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Hornbills and Cavity Nesters

Prof. Mark Stanback conducting field research with students
Professor of Biology Mark Stanback conducting hornbill research in Namibia with his student and collaborator, David Millican '11. Also pictured, a researcher with the Cheetah Conservation Fund (CCF) and a CCF intern.

Prof. Mark Stanback of the Biology Department considers himself an avian behavioral ecologist, which means he works at the intersection of animal behavior, evolutionary biology, and ecology. Here in Davidson he and his students focus on the behavioral ecology of cavity nesting birds such as Eastern Bluebirds and Tree Swallows. For example, in summer 2017 he and Logan Morris '19 investigated the decision rules of settling Tree Swallows and tested if they preferentially nested near kin. On the bluebird front, Cameron Dove '19 asked if females use visual/tactile cues to signal the cessation of egg-laying and if additional eggs in the nest lower hatching success.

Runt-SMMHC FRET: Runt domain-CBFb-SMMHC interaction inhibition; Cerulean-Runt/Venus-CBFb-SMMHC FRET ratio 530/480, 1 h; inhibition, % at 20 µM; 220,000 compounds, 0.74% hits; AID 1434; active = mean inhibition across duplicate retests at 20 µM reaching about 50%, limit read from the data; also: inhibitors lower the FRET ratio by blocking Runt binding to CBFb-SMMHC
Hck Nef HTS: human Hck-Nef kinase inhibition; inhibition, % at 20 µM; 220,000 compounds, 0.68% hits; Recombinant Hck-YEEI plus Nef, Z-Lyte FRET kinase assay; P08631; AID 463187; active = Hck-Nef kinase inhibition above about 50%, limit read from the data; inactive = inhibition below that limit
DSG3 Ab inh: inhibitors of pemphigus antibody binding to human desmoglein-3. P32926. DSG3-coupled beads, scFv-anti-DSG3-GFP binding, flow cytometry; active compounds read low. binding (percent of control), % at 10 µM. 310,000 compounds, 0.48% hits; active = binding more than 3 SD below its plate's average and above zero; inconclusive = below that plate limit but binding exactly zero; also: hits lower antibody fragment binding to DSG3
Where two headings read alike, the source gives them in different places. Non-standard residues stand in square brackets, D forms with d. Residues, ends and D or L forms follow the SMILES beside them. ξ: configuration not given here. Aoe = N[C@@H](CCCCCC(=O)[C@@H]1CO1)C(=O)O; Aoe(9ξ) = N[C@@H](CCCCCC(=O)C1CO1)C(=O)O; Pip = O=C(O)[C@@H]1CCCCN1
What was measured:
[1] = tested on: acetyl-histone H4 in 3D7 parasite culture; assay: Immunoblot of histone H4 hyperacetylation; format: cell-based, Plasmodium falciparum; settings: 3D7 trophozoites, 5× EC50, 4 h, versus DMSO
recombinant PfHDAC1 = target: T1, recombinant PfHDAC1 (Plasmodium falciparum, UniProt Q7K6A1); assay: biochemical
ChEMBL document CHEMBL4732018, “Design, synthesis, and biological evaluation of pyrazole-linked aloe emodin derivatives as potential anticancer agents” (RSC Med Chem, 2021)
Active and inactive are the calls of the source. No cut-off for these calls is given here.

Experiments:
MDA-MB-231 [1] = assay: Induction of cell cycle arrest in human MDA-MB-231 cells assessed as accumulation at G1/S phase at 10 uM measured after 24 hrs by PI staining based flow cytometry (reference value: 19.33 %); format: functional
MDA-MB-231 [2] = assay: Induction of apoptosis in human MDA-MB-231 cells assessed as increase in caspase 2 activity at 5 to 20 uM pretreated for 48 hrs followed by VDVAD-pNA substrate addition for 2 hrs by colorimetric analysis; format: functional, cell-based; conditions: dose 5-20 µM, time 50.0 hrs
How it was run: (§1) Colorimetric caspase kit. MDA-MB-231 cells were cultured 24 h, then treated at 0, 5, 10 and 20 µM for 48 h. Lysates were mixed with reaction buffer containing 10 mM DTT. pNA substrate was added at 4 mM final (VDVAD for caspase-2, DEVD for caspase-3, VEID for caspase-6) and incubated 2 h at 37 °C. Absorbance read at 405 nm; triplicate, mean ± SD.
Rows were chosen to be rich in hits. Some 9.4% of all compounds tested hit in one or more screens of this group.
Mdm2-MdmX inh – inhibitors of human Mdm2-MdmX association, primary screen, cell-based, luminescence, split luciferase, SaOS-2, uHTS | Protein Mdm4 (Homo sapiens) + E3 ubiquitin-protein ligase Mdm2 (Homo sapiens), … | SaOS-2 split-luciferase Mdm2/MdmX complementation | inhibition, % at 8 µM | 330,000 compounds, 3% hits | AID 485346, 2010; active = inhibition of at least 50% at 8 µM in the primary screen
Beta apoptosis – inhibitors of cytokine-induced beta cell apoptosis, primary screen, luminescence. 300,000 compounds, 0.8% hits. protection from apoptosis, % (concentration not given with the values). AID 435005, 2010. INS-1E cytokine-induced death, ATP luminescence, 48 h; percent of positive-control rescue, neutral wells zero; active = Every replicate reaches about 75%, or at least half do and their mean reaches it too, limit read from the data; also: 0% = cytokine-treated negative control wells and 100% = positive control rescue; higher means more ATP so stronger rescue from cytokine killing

Stanback also has an ongoing research program in Namibia focusing on hatching asynchrony and sperm storage. He spent spring 2017 on sabbatical at a study site at the Cheetah Conservation Fund studying how female hornbills allocate energy to egg production. He will return to Namibia in spring 2018 to revisit sperm storage and explore further parental investment in these unusual birds. Read more about his research.